My Confession, Dear Gloria Taylor


I found a very sad and alarming headline yesterday:

Canada Revisits Old Debate on Assisted Suicide

VANCOUVER, BRITISH COLUMBIA –  Confined to a wheelchair, in constant pain and unable to bathe without help, a 63-year-old grandmother has forced the issue of assisted suicide into Canadian courts for the third time in two decades.
Gloria Taylor has Lou Gehrig’s disease, a rapidly progressive, invariably fatal neurological affliction.
“It is my life and my body and it should be my choice as to when and how I die,” she said before going to the British Columbia Supreme Court last Thursday to challenge Canada’s ban on assisted suicide, a crime carrying a sentence of up to 14 years in prison.
Taylor and her family won’t testify, but she sat in the courthouse in her wheelchair. She has told reporters she can’t even wash herself unaided or perform basic household chores. She called it “an assault not only on my privacy, but on my dignity and self-esteem.”
She frequently uses a respirator. “I fear that I will eventually suffocate and die struggling for air like a fish out of water,” she said.

Dearest Gloria Taylor, my heart goes out to you and your family; I’m not just saying that, I have the same damned disease (some things in this world are to be cursed).  Yet I am alarmed to think that one day I might be required to meet with a state funded End of Life Counselor to go over my termination options for an Impaired Quality of Life Intervention.  Granted, I am still ambulatory, I am still capable of bathing myself, wiping my backside, and accomplish lots of things around home.  I still don’t need to be on a respirator 24/7, but I’m on oxygen at night.  I do have ALS.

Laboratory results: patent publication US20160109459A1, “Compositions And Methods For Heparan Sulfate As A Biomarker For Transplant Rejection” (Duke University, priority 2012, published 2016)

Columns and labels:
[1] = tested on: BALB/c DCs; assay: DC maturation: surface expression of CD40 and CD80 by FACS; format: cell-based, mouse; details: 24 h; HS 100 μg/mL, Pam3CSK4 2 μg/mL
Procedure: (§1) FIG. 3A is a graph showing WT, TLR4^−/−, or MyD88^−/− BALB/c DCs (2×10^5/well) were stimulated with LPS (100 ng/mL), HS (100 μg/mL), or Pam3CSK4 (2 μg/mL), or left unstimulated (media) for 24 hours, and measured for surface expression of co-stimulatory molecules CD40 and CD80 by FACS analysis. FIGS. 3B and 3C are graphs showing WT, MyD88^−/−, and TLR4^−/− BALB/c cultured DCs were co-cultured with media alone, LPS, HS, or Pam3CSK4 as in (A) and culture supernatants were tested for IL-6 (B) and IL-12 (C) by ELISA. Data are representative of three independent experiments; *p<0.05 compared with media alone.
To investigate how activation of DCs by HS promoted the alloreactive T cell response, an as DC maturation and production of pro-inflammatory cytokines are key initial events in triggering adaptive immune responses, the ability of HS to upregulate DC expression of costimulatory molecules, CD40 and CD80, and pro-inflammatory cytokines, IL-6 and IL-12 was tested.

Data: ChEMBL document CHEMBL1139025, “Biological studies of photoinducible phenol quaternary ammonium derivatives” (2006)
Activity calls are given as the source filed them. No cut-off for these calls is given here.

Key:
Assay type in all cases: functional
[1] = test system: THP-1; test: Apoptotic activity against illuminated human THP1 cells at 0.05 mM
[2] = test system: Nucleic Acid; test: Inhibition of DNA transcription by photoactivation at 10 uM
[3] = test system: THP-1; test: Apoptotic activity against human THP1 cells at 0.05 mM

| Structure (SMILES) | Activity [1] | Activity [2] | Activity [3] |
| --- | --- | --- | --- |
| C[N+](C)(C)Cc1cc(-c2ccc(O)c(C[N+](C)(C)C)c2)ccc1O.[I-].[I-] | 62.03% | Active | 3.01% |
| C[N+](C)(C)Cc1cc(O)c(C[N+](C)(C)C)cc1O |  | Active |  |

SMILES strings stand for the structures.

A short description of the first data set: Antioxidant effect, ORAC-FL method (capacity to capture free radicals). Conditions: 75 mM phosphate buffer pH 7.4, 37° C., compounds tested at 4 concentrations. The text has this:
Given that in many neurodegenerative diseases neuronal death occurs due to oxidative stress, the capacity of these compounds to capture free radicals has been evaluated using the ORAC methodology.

I know the pain and terror of being diagnosed with the sentence of death, of dying one neural connection at a time; the inexorable slip into the abyss of the Shadow of Death one marker at a time, one final last time for pieces of life, one after another.  Twitching muscles that multiply daily, words that can’t be spoken any more, no longer able to lift a coffee cup, or reach the seat belt; the daily indignities of coughing and choking over a drink of water, half chewed food drooling into your plate, all the guttural ALS noises that you can’t control, and all the days feeling bone tired, all day long.
I know the pain and despair of this slow descent.  This isn’t some miserable pulmonary flu where you adjust to discomfort and patiently put up with it because it won’t last forever, and you look for all the little signs of recovery.  This carries with it the certainty that every indignity, discomfort and weakness will only grow, there will be no little signs of getting better, no ascent back to health.  I HATE IT!  I hate the fact this struck just when I began to hit my prime, the fact that my wife and kids have to endure this searing pain, that I can’t say “I love you” to them out loud, or that I can’t talk with them beyond a sentence or two laboriously typed on my iPad.